Who’s Shoot­ing Who?

July, 1986: In Beirut, it pays to know your terrorist.

To cel­e­brate the long-await­ed return of The Face, we have select­ed a stand-out sto­ry from each year of our exten­sive archive, from 1980 to 2004.

Remembered by photographer Oliver Maxwell

The fea­ture came about when I came across Osprey’s Men-at-Arms series of books in Foyles on Char­ing Cross Road. (‘Packed with spe­cial­ly com­mis­sioned art­work, maps and dia­grams, the Men-at-Arms series of books is an unri­valled illus­trat­ed ref­er­ence on the his­to­ry, organ­i­sa­tion, uni­forms and equip­ment of the world’s mil­i­tary forces, past and present.’) I felt that few peo­ple at the time under­stood what was going on in the Mid­dle East, in par­tic­u­lar, Lebanon, and thought a shoot fea­tur­ing the uni­forms would be a good way to illus­trate the dif­fer­ent fac­tions fight­ing each oth­er. I took the notion to Fea­tures Edi­tor Paul Ram­bali, who was always open to new ideas out­side of the usu­al remit. There was talk of us at one point going over there but Nick [Logan] vetoed it on the grounds of safe­ty and insur­ance. When the sto­ry appeared there was a lot of fuss in the press at the time, with arti­cles and let­ters in The Guardian, Time Out and Lib­er­a­tion in France amongst oth­ers, with dig­gy head­lines like Beirut Bun­gle’ and Face Val­ues’. Most of the fuss stemmed from the head­line on the cov­er: Beirut Fash­ion’. It was meant to be iron­ic but was tak­en far too lit­er­al­ly. As it hap­pens the images were recent­ly fea­tured in an exhi­bi­tion, Iconog­ra­phy of Revolt, at the City Gallery, Welling­ton, New Zealand, which also ref­er­enced the article.”

Oliv­er Maxwell is a pho­tog­ra­ph­er, design­er and music pro­duc­er. Long a res­i­dent of Barcelona, he recent­ly moved up the coast to Calel­la to open a bar/​restaurant for rea­sons of cul­tur­al health”.



Chris­t­ian Pha­langists, Fanat­i­cal Shi’ites, Druze, Mili­ti­a­men, Syr­i­an Com­man­does… It’s now almost two years since the Israelis drove the PLO from Lebanon, but the Civ­il War there goes on between Mus­lim and Chris­t­ian fac­tions. Don’t even ask why they’re shoot­ing each oth­er, but these are the key adversaries.

Israeli Kom­man­do Yami (Naval Commando)

Oper­a­tion Peace for Galilee’ was planned to purge the PLO from with­in 40 miles of Israel’s bor­ders. The Israelis bor­ders. The Israelis invad­ed in June 82 north­wards along the coast and inland along the Golan Heights, aim­ing to sur­round the PLO. As the polit­i­cal furore grew, they pushed on fur­ther to Beirut, aid­ed by frog­men land­ing at night to plant mines.

PLO Sniper

The PLO moved their HQ to Lebanon in 1970 after hav­ing been vio­lent­ly expelled from Jor­dan dur­ing the infa­mous Black Sep­tem­ber’. 150,000 Pales­tini­ans arrived to join over half a mil­lion who fled there when they were oust­ed from the new state of Israel found­ed in 1948. Lebanon was the last ter­ri­to­ry bor­der­ing Israel that would host the PLO, but was unable to con­trol the south­ern bor­der areas and camps where gueril­las trained and from which they launched attacks on Israelis.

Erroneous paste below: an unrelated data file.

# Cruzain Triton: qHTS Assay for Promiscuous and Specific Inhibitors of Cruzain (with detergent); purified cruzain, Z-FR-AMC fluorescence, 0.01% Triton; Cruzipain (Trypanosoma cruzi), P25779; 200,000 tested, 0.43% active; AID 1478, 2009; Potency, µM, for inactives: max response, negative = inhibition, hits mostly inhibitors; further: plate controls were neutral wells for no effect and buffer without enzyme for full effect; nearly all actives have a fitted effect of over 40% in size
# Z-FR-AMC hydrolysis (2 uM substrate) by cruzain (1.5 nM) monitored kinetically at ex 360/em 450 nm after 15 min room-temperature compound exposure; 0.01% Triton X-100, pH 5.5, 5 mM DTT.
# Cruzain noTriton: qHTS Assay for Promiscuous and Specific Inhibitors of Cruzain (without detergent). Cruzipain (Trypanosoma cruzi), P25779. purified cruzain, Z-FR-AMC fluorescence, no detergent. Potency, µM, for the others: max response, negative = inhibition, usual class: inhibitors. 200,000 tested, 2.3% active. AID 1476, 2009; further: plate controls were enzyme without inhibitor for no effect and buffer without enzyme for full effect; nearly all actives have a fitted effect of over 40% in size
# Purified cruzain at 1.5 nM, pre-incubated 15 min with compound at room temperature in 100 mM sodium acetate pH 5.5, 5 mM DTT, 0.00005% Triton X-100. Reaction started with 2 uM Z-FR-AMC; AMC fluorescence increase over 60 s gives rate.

PFLP Muja­hadin

A fac­tion of the PLO, the Pop­u­lar Front for the Lib­er­a­tion South­ern city of Damour. With its var­i­ous splin­ter groups and unruly mil­i­tary com­mand, the PLO added to the polit­i­cal con­fu­sion of the Lebanon, but broad­ly allied itself to left­ist Mus­lim groups or mili­tias. The Muja­hadin (“Free­dom Fight­ers”) fought the invad­ing Israelis espe­cial­ly bitterly.


A Mili­tia­man belong­ing to the Pha­lange, a Chris­t­ian par­ty led by the late Pres­i­dent Bashir Gemayel, who elim­i­nat­ed rival Chris­t­ian fam­i­lies the Chamouns and the Frangeihs via bloody shoot­ings in the late Sev­en­ties. As leader of the Maronite Chris­tians, in the midst of an unholy alliance of Mus­lims and Marx­ists, he encour­aged Israel to help rid the lands of Pales­tini­ans but they found him an unre­li­able ally. It was Pha­langists who cleared’ the refugee camps at Sabra and Chatilla…

Ital­ian Marine, Bat­tiglione San Marco

Ital­ian, French and Amer­i­can troops were part of the Mul­ti-Nation­al Force brought in to super­vise the PLO with­draw­al from Beirut.

Druze Mag­ist (Machine Gunner)

The Druze Mus­lims sup­port­ed the Pales­tini­ans but did not allow them to oper­ate on their lands nor did they fight the Israelis. Like the Shi’ites, whose Syr­i­an-backed fanat­ics began truck bomb­ing in 83, they had most to fear from the Chris­t­ian Phalangists.

Syr­i­an Commando

View­ing the Lebanon his­tor­i­cal­ly as part of their lands, the neigh­bour­ing Syr­i­ans have long tried to influ­ence events there, send­ing forces to help one Mus­lim fac­tion anoth­er. By 1981, much of the Lebanon was under their con­trol. Their mis­siles were aimed at Israel, who want­ed an excuse to remove them.

IDF Golani Infantryman

The Israeli Defence Force (IDF) suc­ced­ed in dec­i­mat­ing the PLO, exiled in Libya with 1,500 dead com­pared to 368 Israelis. Near­ly 300 IDF sol­diers have died since in sniper fire, street bat­tles and truck bomb­ings. Lebanese civil­ian casu­al­ties are esti­mat­ed at around 5,000, as the var­i­ous Mus­lim and Chris­t­ian fac­tions con­tin­ue to squable for power.

IDF Shot­er Tzvai (Mil­i­tary Police)

Mil­i­tary Police admin­is­tered the many thou­sands of PLO gueril­las and staff cap­tured in the fight­ing along with oth­er Mus­lim mili­ti­a­men. They also held some 1,800 for­eign­ers from 26 coun­tries who were train­ing in PLO camps.

00:00 / 00:00